"`nova show {_NodeName_} | awk -F '|' '/network/{print $3}'` |"
                "awk -F '|' '{print $4}' | tr -d ':' | tr -d ' '"),
            'set_boot_device': '/bin/true',
            'get_boot_device': '/bin/true',

As noted in the comment, this assumes the ssh power user will have its environment properly configured to be able to run Nova/Neutron commands at login. It also assumes Neutron is in use. You may also notice that it stubs out the get and set boot device calls. Because of that, to use this with an instance, it must first have been created with the Nova pxe flavor above.

To use it, simply configure the Ironic node as you would for virsh, but change the type to openstack. Also, do note that Ironic seems to expect these calls to be synchronous, which in Nova's case they are not. This means that the list_running command is a little bit naughty and reports back the intended state of the instance, not necessarily its actual state. So if an instance is running, but in the process of powering off it will be reported as off. This could be an issue, but in my testing it never caused any problems. Have I mentioned the hack-ish nature of these changes?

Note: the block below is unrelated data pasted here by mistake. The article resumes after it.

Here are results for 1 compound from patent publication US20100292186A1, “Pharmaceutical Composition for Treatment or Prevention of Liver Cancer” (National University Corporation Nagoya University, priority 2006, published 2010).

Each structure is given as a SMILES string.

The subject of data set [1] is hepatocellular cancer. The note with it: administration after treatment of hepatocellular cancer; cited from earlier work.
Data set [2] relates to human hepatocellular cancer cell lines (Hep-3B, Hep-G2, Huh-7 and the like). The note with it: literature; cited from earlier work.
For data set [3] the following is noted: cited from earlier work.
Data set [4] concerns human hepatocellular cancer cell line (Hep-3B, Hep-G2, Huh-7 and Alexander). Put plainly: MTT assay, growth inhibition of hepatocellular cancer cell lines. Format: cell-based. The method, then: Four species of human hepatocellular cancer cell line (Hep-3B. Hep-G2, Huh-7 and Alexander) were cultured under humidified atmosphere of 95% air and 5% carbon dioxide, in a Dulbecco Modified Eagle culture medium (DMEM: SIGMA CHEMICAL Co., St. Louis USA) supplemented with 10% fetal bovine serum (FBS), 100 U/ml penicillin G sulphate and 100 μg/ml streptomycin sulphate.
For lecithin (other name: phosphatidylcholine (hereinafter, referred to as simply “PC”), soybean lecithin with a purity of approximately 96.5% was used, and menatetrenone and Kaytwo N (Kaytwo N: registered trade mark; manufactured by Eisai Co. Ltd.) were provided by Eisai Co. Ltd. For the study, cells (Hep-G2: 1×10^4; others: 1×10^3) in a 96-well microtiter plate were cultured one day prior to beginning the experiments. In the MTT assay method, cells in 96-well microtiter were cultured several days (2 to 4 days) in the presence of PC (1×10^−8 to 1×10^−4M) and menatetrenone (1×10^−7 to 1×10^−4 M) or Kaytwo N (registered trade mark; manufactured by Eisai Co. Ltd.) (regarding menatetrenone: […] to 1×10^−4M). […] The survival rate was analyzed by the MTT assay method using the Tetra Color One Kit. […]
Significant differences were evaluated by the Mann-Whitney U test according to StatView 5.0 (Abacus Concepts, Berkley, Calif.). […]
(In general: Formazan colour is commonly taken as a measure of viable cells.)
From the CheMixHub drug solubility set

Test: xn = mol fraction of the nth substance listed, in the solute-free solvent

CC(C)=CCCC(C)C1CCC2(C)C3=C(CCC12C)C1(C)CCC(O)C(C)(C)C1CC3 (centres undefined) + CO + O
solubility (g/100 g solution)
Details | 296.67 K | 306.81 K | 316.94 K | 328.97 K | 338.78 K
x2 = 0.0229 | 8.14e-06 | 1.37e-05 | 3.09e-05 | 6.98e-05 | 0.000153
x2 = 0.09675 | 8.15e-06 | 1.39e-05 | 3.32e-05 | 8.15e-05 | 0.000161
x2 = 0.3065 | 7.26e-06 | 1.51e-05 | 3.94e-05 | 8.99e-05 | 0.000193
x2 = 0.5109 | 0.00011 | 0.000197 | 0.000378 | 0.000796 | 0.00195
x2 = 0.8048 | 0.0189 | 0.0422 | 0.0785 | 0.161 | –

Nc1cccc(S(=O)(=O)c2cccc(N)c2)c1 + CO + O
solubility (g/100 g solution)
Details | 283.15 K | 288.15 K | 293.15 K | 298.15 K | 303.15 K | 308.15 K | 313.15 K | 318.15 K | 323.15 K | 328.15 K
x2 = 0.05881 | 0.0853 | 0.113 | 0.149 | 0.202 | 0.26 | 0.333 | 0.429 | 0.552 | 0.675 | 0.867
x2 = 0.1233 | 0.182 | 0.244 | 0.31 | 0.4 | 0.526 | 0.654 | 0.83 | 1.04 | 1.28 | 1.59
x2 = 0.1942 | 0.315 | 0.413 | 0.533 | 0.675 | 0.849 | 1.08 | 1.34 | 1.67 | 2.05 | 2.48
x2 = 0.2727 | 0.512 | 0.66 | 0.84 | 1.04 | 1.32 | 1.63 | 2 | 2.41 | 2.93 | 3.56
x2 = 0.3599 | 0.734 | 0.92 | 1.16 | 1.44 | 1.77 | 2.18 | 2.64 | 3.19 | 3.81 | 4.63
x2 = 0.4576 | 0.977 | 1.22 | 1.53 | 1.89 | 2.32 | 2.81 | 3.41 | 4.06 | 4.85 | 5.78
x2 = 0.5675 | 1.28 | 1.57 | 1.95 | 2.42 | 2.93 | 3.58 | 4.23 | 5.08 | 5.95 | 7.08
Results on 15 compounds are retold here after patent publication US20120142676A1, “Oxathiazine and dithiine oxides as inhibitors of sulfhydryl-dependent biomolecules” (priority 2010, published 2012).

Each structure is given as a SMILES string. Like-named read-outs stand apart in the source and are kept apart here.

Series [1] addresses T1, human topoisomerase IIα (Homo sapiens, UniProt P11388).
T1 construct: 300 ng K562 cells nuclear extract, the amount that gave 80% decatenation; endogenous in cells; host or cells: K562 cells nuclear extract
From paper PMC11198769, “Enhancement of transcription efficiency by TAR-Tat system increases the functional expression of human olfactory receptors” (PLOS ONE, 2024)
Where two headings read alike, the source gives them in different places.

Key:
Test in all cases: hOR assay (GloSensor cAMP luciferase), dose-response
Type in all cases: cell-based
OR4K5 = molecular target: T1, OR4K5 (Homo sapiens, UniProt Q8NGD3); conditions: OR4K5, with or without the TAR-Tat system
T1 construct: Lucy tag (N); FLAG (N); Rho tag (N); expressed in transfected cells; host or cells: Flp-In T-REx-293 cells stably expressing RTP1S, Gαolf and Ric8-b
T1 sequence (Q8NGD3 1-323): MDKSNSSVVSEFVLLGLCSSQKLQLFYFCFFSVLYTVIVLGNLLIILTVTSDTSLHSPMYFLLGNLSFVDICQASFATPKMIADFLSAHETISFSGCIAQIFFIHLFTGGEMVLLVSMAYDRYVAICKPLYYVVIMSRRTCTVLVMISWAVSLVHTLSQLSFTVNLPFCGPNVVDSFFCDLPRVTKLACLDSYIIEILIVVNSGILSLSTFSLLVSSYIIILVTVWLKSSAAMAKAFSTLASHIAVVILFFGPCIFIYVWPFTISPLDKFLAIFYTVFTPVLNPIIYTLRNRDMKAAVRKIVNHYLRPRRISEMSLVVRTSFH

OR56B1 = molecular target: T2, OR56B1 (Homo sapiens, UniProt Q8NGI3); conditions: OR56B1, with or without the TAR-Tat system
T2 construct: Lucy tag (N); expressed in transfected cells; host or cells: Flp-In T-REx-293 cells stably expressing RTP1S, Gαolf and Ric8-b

diff --git a/neutron/agent/linux/iptables_firewall.py b/neutron/agent/linux/iptables_firewall.py
index 4830bc2..1d71913 100644
--- a/neutron/agent/linux/iptables_firewall.py
+++ b/neutron/agent/linux/iptables_firewall.py
@@ -243,6 +243,8 @@ class IptablesFirewallDriver(firewall.FirewallDriver):
             mac_ipv6_pairs.append((mac, ip_address))